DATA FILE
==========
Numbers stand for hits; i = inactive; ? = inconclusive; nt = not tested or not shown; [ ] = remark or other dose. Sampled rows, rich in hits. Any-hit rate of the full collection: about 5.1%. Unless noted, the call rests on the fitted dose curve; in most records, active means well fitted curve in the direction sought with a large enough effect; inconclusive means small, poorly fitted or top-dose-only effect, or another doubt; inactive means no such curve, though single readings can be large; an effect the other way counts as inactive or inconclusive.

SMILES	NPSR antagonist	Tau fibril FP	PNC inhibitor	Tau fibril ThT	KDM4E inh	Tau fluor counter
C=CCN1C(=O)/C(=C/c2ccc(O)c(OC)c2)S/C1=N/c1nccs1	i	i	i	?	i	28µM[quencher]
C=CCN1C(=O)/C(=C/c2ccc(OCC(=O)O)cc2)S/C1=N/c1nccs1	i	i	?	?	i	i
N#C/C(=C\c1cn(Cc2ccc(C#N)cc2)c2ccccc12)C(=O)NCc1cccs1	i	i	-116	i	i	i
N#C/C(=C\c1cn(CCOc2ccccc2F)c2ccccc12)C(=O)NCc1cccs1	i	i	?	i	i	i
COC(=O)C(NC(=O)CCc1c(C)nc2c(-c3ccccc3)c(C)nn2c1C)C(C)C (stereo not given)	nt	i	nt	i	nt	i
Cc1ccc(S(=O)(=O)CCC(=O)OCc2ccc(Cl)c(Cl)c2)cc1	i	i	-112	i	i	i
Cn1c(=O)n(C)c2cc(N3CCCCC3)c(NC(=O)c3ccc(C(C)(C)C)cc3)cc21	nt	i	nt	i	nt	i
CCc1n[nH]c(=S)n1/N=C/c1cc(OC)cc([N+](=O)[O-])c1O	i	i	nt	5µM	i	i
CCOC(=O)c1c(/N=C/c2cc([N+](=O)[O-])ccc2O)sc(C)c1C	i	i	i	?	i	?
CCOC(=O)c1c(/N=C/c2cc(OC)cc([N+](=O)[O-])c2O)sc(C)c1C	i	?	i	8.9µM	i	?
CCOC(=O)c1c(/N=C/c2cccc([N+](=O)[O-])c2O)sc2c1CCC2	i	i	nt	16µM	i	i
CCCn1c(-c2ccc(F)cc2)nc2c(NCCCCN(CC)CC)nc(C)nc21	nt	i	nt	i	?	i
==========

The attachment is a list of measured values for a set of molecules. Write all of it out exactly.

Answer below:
Numbers stand for hits; i = inactive; ? = inconclusive; nt = not tested or not shown; [ ] = remark or other dose. Sampled rows, rich in hits. Any-hit rate of the full collection: about 5.1%. Unless noted, the call rests on the fitted dose curve; in most records, active means well fitted curve in the direction sought with a large enough effect; inconclusive means small, poorly fitted or top-dose-only effect, or another doubt; inactive means no such curve, though single readings can be large; an effect the other way counts as inactive or inconclusive.

SMILES	NPSR antagonist	Tau fibril FP	PNC inhibitor	Tau fibril ThT	KDM4E inh	Tau fluor counter
C=CCN1C(=O)/C(=C/c2ccc(O)c(OC)c2)S/C1=N/c1nccs1	i	i	i	?	i	28µM[quencher]
C=CCN1C(=O)/C(=C/c2ccc(OCC(=O)O)cc2)S/C1=N/c1nccs1	i	i	?	?	i	i
N#C/C(=C\c1cn(Cc2ccc(C#N)cc2)c2ccccc12)C(=O)NCc1cccs1	i	i	-116	i	i	i
N#C/C(=C\c1cn(CCOc2ccccc2F)c2ccccc12)C(=O)NCc1cccs1	i	i	?	i	i	i
COC(=O)C(NC(=O)CCc1c(C)nc2c(-c3ccccc3)c(C)nn2c1C)C(C)C (stereo not given)	nt	i	nt	i	nt	i
Cc1ccc(S(=O)(=O)CCC(=O)OCc2ccc(Cl)c(Cl)c2)cc1	i	i	-112	i	i	i
Cn1c(=O)n(C)c2cc(N3CCCCC3)c(NC(=O)c3ccc(C(C)(C)C)cc3)cc21	nt	i	nt	i	nt	i
CCc1n[nH]c(=S)n1/N=C/c1cc(OC)cc([N+](=O)[O-])c1O	i	i	nt	5µM	i	i
CCOC(=O)c1c(/N=C/c2cc([N+](=O)[O-])ccc2O)sc(C)c1C	i	i	i	?	i	?
CCOC(=O)c1c(/N=C/c2cc(OC)cc([N+](=O)[O-])c2O)sc(C)c1C	i	?	i	8.9µM	i	?
CCOC(=O)c1c(/N=C/c2cccc([N+](=O)[O-])c2O)sc2c1CCC2	i	i	nt	16µM	i	i
CCCn1c(-c2ccc(F)cc2)nc2c(NCCCCN(CC)CC)nc(C)nc21	nt	i	nt	i	?	i